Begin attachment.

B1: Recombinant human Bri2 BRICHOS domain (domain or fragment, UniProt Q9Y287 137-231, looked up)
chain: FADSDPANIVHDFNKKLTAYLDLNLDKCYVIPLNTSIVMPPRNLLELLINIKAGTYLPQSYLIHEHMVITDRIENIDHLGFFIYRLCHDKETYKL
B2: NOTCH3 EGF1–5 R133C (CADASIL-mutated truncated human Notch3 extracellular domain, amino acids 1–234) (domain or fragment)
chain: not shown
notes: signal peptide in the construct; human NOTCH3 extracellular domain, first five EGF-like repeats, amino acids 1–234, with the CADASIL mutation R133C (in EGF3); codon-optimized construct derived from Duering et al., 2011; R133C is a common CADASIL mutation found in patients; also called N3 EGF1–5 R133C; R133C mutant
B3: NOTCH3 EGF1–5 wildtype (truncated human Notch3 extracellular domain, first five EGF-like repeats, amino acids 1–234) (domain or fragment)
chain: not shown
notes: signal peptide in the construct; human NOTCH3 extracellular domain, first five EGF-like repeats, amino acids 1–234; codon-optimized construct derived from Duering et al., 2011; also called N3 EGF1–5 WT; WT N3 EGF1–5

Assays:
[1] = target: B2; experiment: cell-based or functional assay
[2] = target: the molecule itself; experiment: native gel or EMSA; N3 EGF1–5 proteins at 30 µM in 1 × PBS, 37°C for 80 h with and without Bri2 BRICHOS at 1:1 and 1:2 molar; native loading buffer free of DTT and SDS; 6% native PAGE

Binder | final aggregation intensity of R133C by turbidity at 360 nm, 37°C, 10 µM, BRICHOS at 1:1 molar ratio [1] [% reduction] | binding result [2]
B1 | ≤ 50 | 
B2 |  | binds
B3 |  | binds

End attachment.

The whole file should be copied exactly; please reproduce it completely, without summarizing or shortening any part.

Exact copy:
B1: Recombinant human Bri2 BRICHOS domain (domain or fragment, UniProt Q9Y287 137-231, looked up)
chain: FADSDPANIVHDFNKKLTAYLDLNLDKCYVIPLNTSIVMPPRNLLELLINIKAGTYLPQSYLIHEHMVITDRIENIDHLGFFIYRLCHDKETYKL
B2: NOTCH3 EGF1–5 R133C (CADASIL-mutated truncated human Notch3 extracellular domain, amino acids 1–234) (domain or fragment)
chain: not shown
notes: signal peptide in the construct; human NOTCH3 extracellular domain, first five EGF-like repeats, amino acids 1–234, with the CADASIL mutation R133C (in EGF3); codon-optimized construct derived from Duering et al., 2011; R133C is a common CADASIL mutation found in patients; also called N3 EGF1–5 R133C; R133C mutant
B3: NOTCH3 EGF1–5 wildtype (truncated human Notch3 extracellular domain, first five EGF-like repeats, amino acids 1–234) (domain or fragment)
chain: not shown
notes: signal peptide in the construct; human NOTCH3 extracellular domain, first five EGF-like repeats, amino acids 1–234; codon-optimized construct derived from Duering et al., 2011; also called N3 EGF1–5 WT; WT N3 EGF1–5

Assays:
[1] = target: B2; experiment: cell-based or functional assay
[2] = target: the molecule itself; experiment: native gel or EMSA; N3 EGF1–5 proteins at 30 µM in 1 × PBS, 37°C for 80 h with and without Bri2 BRICHOS at 1:1 and 1:2 molar; native loading buffer free of DTT and SDS; 6% native PAGE

Binder | final aggregation intensity of R133C by turbidity at 360 nm, 37°C, 10 µM, BRICHOS at 1:1 molar ratio [1] [% reduction] | binding result [2]
B1 | ≤ 50 | 
B2 |  | binds
B3 |  | binds